Wednesday, September 21, 2011
Just two things!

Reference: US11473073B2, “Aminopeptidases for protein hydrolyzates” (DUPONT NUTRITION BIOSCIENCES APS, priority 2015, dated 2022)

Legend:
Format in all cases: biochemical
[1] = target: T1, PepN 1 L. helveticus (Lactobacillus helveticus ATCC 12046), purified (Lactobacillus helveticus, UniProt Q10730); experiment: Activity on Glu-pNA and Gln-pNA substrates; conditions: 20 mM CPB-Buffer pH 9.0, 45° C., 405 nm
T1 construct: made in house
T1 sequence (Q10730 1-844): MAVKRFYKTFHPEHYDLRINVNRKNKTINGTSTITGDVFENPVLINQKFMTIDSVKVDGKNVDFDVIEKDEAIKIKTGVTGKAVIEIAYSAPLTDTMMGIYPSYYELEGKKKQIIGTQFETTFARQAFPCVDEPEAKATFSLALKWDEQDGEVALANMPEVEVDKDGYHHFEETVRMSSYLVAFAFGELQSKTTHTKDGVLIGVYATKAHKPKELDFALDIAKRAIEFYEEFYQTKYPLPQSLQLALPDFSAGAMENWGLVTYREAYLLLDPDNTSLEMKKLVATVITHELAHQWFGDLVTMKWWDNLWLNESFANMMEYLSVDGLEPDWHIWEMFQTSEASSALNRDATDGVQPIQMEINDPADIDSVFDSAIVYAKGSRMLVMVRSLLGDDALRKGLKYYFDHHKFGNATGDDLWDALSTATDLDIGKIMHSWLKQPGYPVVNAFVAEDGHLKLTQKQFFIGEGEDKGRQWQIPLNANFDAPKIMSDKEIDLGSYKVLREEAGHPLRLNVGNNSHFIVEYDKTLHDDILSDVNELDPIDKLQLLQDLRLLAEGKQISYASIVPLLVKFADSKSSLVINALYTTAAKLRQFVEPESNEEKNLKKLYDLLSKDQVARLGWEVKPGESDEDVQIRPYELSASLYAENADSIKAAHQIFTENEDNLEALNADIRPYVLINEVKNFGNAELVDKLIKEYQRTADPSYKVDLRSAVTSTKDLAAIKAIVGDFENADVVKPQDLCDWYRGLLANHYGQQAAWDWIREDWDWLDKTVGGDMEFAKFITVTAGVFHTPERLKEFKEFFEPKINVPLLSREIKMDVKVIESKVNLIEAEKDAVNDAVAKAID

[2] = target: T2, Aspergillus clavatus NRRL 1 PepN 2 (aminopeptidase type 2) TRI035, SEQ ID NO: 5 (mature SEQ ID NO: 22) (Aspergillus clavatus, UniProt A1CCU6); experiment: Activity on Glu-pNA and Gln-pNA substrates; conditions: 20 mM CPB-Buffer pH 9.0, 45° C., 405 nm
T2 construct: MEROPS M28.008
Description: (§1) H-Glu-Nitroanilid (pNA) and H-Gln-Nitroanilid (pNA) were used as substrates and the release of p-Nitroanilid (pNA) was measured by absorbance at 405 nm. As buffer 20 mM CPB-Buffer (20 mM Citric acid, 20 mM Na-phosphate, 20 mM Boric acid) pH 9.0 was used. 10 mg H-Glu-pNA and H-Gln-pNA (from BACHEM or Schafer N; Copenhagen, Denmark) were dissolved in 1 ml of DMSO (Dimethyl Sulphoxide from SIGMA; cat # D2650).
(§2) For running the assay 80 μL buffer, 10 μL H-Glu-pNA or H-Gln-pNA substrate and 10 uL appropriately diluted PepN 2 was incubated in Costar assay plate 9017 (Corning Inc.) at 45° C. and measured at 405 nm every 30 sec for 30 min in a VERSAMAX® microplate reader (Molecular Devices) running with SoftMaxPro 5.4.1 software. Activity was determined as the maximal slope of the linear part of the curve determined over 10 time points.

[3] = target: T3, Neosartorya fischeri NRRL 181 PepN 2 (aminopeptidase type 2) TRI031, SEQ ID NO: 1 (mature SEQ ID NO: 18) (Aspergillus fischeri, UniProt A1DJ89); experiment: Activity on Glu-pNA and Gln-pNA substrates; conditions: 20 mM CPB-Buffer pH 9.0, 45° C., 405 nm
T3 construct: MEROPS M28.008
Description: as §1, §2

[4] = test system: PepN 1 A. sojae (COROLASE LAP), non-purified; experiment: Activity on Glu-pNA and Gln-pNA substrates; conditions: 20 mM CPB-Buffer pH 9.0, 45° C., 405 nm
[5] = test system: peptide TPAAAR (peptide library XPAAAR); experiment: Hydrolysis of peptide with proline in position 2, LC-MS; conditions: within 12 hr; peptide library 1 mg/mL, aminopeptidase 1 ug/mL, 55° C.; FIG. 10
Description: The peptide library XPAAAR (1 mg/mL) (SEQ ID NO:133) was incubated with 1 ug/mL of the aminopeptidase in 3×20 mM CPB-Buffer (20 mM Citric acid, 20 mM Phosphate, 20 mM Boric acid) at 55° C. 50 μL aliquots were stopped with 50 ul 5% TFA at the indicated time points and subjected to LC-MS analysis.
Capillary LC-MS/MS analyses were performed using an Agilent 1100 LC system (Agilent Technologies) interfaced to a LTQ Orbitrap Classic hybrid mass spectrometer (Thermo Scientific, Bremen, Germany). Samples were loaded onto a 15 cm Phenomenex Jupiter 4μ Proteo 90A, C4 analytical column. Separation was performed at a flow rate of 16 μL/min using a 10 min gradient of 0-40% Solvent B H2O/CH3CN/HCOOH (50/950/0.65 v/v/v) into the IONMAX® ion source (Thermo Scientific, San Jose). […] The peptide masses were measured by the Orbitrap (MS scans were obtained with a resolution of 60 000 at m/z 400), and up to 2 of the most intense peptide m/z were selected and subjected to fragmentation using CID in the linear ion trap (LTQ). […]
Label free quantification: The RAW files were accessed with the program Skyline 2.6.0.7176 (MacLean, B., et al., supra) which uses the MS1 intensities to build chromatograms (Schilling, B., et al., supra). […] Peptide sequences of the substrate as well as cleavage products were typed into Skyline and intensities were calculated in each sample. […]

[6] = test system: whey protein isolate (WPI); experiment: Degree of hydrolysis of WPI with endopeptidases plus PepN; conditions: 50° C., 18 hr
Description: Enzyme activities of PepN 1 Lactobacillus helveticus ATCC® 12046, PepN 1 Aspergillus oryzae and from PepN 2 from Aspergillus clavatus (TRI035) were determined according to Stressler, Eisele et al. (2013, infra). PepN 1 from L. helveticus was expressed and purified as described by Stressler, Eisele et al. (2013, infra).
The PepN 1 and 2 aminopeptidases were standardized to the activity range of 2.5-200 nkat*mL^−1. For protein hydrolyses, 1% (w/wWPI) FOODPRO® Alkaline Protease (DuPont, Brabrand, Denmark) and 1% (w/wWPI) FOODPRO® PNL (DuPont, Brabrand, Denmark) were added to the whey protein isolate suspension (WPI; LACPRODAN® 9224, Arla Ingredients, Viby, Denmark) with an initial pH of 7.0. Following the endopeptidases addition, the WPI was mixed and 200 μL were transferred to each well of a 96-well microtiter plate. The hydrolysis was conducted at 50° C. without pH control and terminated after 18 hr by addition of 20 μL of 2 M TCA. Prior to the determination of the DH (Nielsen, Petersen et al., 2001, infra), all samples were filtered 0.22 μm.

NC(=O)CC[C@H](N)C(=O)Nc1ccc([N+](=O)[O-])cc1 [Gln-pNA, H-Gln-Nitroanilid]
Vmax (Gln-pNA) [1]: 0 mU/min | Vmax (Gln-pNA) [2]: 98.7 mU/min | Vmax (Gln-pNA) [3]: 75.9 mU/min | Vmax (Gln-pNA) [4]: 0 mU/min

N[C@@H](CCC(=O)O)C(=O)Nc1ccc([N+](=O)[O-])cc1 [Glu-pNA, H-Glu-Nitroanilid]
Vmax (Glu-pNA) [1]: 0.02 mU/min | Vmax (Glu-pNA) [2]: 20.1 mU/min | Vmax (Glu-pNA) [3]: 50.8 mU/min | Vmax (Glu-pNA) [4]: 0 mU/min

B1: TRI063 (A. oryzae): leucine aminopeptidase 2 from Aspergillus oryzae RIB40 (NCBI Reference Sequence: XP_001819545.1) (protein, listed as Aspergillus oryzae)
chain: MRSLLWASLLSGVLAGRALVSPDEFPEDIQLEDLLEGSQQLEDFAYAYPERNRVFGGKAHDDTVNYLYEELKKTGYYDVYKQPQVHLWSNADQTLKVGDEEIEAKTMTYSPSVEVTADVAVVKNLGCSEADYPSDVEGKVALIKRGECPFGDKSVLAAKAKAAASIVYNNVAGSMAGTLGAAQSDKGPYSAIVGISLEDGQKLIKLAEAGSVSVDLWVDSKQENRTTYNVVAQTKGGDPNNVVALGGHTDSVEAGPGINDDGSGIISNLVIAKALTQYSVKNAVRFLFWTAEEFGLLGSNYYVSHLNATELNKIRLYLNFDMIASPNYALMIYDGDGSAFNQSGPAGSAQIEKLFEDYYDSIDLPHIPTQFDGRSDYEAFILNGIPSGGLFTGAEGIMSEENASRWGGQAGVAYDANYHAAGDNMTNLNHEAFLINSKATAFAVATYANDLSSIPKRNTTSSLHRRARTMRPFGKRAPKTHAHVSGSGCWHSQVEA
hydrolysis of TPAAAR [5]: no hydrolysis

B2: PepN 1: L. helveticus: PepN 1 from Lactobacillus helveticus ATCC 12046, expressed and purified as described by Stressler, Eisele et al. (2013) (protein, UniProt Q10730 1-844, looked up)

It’s a good thing I wasn’t packing heat the day an unwelcomed stranger came to call on me. There are some situations where a firearm will do more harm than good. This was such a situation, I remember it like this. I had worked all day and was rewarding myself with a few minutes of quiet relaxation. Sitting on the back porch I had taken my dusty boots off and had stretched out on a cushioned bench airing my toes, enjoying a cool beverage and reading a murder mystery. The cool evening hours of early fall had lured me outside. My book was riveting; the characters had come alive on the pages and in my mind’s eye I was skimming along the windy cliff of a coastal city with the heroine, piecing together the clues. Bouncing around in the yard was my goofy little dog. She has many names, but the one we call her the most is, “Bug.” She’s so fat she can hardly move, but to watch her you would think we never feed her because she is constantly eating some helpless little bug: hence the name. On this particular day I was ignoring her while I decompressed from a day of hard labor. Don’t laugh! Occasionally I am required to exert myself. I had been on the gun range all day and had been on my feet the entire time. Close to exhaustion, I collapsed on the back porch needing some alone time before the family arrived from their day of work and school. You know those days when not only your body is tired, but your mind is as well? That was me. I needed two things at the moment; peace and harmony. They usually go hand in hand and are more often than not found in my gardens. Being outside would have to suffice as I was too tired to stumble amongst the stonecrop or trip amidst the thyme. Nearing the end of a chapter I was totally engrossed in the story. One hand held my hard back book the other held my drink, gratefully, in a plastic cup. I paused in my reading to raise the cup to my lips when my eyes caught sight of the fat dog bouncing up and down in the yard like a rabbit. She was only a few feet away from me and just off the concrete porch. I lowered my drink to investigate what she was after when the largest tarantula I have ever seen (in captivity or otherwise) jumped onto the porch and began scurrying directly toward me with Bug in hot pursuit. Now I am going to pause right here and tell you a little something about me that I hope we can keep just between us. I am terrified of spiders, any and all spiders. The chaos that followed is one that I am not real proud of so I won’t spend a lot of time dwelling on it. I think it would be safe to say that we all learned a lesson that day. Me, I learned that screaming at the dog to stop attacking a tarantula doesn’t produce results, the hideous arachnid learned not to come out of hiding during the daylight and Bug, well she learned those hairy creatures are not very tasty. She could be seen for several minutes after her “meal” eating blades of grass. I’m assuming she did so in an attempt to get the foul taste out of her mouth. Days after the traumatic event, I researched the Oklahoma tarantula and found that they are considered beneficial and are not harmful (at least not directly harmful) to humans or pets. In fact, most spiders are beneficial. Steer clear of black widows and brown recluse though as those can be painful and possibly make you sick. In closing, let me encourage you as I have tried to convince myself that spiders serve a needed purpose in the food chain. We can co-exist peacefully if not harmoniously.